Friday, April 7, 2023

Interview with illustrator Ken Eaton

It's nearly Easter, and we are finally getting a little sun and (slightly) warmer weather in southeastern Michigan. We were excited to catch up with Ken Eaton, a Detroit area-based picture book author, illustrator, and automotive engineer. 

Ken grew up in Akron, Ohio, earning a degree in mechanical engineering at the University of Toledo before moving to the Detroit area to work in the auto industry. 

He has always enjoyed drawing and comics. After (re) discovering Edward Gorey, he found himself inspired by the myriad ways words and pictures can be assembled in book form to create humor, mystery, suspense, drama, and delightful nonsense.

Hi Ken, we are excited to get to know you a little better. What are some of your go-to inspirations when drawing?

Thank you! It's exciting to contribute to The Mitten! 

If I need inspiration, I have a large collection of picture books (mostly vintage), like Dr. Seuss, Arnold Lobel, Jose Aruego and Ariane Dewey, Tomi Ungerer, Richard Scarry, Edward Gorey, and many others. 
The reference books I go to most are by Jack Hamm. I’ve had his Cartooning the Head and Figure since the third grade and still reference it. The others I reference are How to Draw Animals, Drawing the Head and Figure, and Drawing Scenery: Landscapes and Seascapes.
I also keep a sketchbook with me to jot down ideas, doodle, or sketch something that catches my eye.

Tell us a little about your process and tools.

My traditional drawing tools are primarily pencil and ink applied with a dip pen or brush. For sketching, I really like the Pentel color brush and Stylo pen. I generally rely on watercolors and colored pencil for traditional coloring. The paper I use depends on the drawing medium. If I am only going to scan in pencil work, I may use regular sketch paper; but for ink and watercolor, I’ll use Bristol board or 100% cotton watercolor paper. 

To create digital art, I use a Wacom tablet with ArtRage6, or Adobe CS6 Photoshop or Illustrator. I find ArtRage to be the easiest to use, and thanks to YouTube, I’ve unlocked even more of its potential.
For making book dummies, I started with Adobe InDesign, but I have switched to Microsoft PowerPoint. It gets the job done and is much more user-friendly.
I have been documenting some of these processes on my blog if you would like more detail.

Do you have a dedicated workspace? Do you prefer quiet, or do you listen to podcasts or music when you work?

Yes, I am fortunate to have a big and bright basement office area. Although our house was built in 1925, the ceilings are tall enough to accommodate my 6’7" height. It holds my large drafting table, vintage taboret, much needed file cabinets, and a closet full of my art supplies. 

If I do listen to music while I’m drawing, it’s usually something ambient, like classical, chillsynth, or dub techno. If I’m dragging, then it might be 80’s alternative music or 90’s dream pop.

What aspects of your work offer hints about who you are? Are there underlying themes you hope people pick up on?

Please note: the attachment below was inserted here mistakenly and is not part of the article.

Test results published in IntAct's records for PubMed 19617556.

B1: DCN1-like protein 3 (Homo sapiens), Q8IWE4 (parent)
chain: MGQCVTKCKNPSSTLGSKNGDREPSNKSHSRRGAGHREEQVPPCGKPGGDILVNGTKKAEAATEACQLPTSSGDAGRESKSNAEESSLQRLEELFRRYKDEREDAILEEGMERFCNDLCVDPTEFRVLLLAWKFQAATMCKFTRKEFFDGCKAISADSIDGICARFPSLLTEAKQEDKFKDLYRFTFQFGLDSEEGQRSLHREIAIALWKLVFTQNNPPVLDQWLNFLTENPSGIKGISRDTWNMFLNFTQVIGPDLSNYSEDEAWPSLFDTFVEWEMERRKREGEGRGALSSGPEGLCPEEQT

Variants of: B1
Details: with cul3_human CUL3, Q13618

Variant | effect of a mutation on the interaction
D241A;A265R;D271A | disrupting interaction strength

I strive to make my characters feel alive, engaging and choose an art style that fits the story. I would say the general themes are a balance of humor, friendship, learning, and sharing knowledge, which are also things that have helped me get through life.

It’s fascinating that you are both an engineer and an artist. Tell us something more about you that people might not know.

Yes, my full-time job is an engineer at an automotive supplier. Because I was pretty good with math and science, I was encouraged (except by my high school art teacher) to go into engineering and pursue art on the side, and that’s what I’ve done ever since.

The steady income from my engineering job has provided opportunities for travel, cooking classes, and art classes, which is how I met my partner.

I have learned that my art and engineering work complement each other. My art skills have helped me work through technical issues, explain technical information to others, and with making pretty presentations, while engineering has helped me with writing, people skills, and problem solving.


Lastly, I would like to say that SCBWI has been a great experience. It has been both inspiring and motivating to be part of a creative community with shared goals and to meet so many nice people.

Thanks for sharing with us, Ken! 

Be sure to check out and Instagram for more.


  1. Ken, I love your banner and all the Michigan related things to find in it (even in the trees)!

  2. Ken, what a fun interview and I love your banner! I use PowerPoint too for my picture book dummies. I'm not an illustrator but I find it very easy to see the pacing of my story.

  3. Love this, Ken!! Your work is really great and it's nice to get to know you a bit better.

  4. Hi, Ken. Great banner! Thanks for the interesting interview.

  5. Wow, as a wannabe illustrator, I appreciate hearing more about your tools and process. Thanks so much for sharing the info and best wishes to you for all your future projects.

  6. Great Banner! I thoroughly enjoyed your blog about your process, and the tip of using Power Point as an easier version than Adobe Illustrator and InDesign. Best to you in your future.

  7. Wonderful interview, Ken! I love reading about the processes and inspiration behind the creativity of our members! Thank you for sharing your great banner too!

  8. Love the banner, Ken! Your work is fantastic!

  9. Thank you for your positive comments and to Sarah and Darren for the opportunity to create a banner and the interview. I'm glad the process posts are helpful, since that's is how I learned things myself over the years.

  10. SCBWI or Bust. I love it. Especially the animals that are coming to town. Nice interview too.